Anyway, I’m not going to talk about any of that, or even about why did Johnny Depp play Tonto, or any of it.  Instead, I’d like to take a few minutes and talk about Frame Stories.

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I think the way to describe the “best” narrative – that is, the narrative that, regardless of its content, is the most structurally-sound, streamlined, well-put-together – is that it is both unexpected and inevitable.  While watching it, you can’t predict the outcomes of the events you’re seeing onscreen, but once you’ve seen it and you look back on it, you realize that it couldn’t possibly have happened any other way.

What I think is interesting about this is that it seems to describe two different modes of appreciating a movie, so what I’m going to do is assume that this is (as it intuitively seems) a correct assertion, and proceed from that to elucidate what I think are the two fundamental elements of narrative.  Some of this is going to seem pretty obvious, but just because a thing is obvious doesn’t mean it isn’t worth exploring a little bit.

Those two elements are Plot and Story.

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braak

This fucking show.  Okay, so, let me be clear about one thing right at the front here:  I like all of the actors on this show.  Nicole Beharie, Clancy Brown, that Handsome Guy, John Cho.  Even Orlando Jones!  I didn’t think I’d like to see Orlando Jones, because I think of him as being kind of a silly guy, but no, Orlando Jones is great!  Everyone on this show is great, the diversity of the cast is great, I hope they have long and happy careers.  I even don’t have a problem with them having a long career on THIS show.  I don’t want Sleepy Hollow to get kicked off the air or anything, I am not petitioning for the DESTRUCTION of Sleepy Hollow.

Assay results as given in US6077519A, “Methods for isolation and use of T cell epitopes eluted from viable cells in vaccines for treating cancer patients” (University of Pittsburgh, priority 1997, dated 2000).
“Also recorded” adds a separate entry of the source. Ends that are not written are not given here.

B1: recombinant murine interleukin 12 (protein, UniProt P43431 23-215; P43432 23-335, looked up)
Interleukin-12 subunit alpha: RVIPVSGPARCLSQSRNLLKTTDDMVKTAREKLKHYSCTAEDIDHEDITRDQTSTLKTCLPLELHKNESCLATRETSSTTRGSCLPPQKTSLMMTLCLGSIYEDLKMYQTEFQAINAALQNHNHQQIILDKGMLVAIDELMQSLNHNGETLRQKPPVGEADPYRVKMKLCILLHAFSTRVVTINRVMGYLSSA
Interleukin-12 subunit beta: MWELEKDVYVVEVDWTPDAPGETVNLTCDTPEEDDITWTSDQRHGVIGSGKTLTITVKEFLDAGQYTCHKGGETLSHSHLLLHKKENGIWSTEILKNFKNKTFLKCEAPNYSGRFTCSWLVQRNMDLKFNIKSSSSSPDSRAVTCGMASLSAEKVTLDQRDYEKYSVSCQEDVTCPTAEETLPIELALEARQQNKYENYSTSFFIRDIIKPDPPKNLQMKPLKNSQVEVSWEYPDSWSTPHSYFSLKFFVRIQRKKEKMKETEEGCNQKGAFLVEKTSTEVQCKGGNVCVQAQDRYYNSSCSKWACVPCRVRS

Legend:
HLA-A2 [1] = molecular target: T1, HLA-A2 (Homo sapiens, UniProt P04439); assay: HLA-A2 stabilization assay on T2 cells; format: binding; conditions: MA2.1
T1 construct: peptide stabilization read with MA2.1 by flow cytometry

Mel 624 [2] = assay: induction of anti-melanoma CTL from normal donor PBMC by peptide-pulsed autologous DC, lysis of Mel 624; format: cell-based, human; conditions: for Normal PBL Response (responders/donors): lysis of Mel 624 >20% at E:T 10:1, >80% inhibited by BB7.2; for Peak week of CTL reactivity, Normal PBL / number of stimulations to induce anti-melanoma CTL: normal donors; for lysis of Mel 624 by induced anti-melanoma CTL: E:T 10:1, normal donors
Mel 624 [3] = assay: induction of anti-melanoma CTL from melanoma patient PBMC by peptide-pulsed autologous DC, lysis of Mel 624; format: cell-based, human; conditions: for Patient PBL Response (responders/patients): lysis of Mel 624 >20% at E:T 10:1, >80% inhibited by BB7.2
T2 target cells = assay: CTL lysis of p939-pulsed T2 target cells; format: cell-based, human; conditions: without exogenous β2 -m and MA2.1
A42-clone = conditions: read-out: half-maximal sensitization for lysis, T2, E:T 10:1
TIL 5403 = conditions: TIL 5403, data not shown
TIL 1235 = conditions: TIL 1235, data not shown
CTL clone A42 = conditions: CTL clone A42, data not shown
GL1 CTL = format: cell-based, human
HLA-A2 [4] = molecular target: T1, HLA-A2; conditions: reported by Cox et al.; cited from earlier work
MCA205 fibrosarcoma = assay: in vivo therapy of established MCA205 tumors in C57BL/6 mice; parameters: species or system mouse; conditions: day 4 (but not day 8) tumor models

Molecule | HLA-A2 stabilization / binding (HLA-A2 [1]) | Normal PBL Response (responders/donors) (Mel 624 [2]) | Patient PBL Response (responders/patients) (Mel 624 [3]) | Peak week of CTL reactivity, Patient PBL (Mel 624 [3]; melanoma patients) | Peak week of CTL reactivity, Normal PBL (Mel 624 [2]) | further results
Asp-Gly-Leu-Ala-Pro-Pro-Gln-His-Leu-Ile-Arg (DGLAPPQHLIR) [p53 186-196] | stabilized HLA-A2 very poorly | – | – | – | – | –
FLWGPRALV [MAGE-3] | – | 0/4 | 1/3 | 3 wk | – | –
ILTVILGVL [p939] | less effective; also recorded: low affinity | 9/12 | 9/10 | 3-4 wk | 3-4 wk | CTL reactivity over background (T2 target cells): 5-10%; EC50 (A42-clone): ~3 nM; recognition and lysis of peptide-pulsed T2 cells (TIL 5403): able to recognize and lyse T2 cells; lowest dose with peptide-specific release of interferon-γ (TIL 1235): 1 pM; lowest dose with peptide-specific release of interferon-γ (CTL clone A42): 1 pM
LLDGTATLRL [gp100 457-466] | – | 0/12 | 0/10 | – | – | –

I want Sleepy Hollow to be a better show, that’s all.  All those actors that I like, all that chemistry that’s so great, it deserves a better show behind it.

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braak

W - MillerThe Wolverine was pretty okay, but I think we can all agree that there was room for improvement, and I think we all know what that improvement is. To that effect, I am going to write a treatment for the third installment of the Wolverine series. I am actually torn between this title and also Wolverine 3: Wolverine with a Vengeance, except I’m not sure how much vengeance I really want to make use of. Don’t worry about the title. Here we go.
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wonder-woman602

braak

You know, it’s more than a little bonkers that we’re going to see Rocket Raccoon and Groot the Sentient Tree in the movies before we see Wonder Woman, that we got two Tomb Raider movies and an adaptation of a board game, they’re going to do Batman vs. Superman and probably the Flash, a prequel to Alien that nobody was asking for, THREE Hobbit movies, et cetera and so forth.  Wonder Woman is a well-known property.  It is insane that Warner Brothers thinks they can’t make a Wonder Woman movie that would be good!  I mean, first of all, it CAN’T be that they think they can’t make a GOOD movie, since producing a movie against all prevailing signs against its quality has never even slowed down a major movie studio.

But still, though, it can’t be that hard, right?  To make a Wonder Woman movie that isn’t terrible?

Well, wait, let me see if I can do it.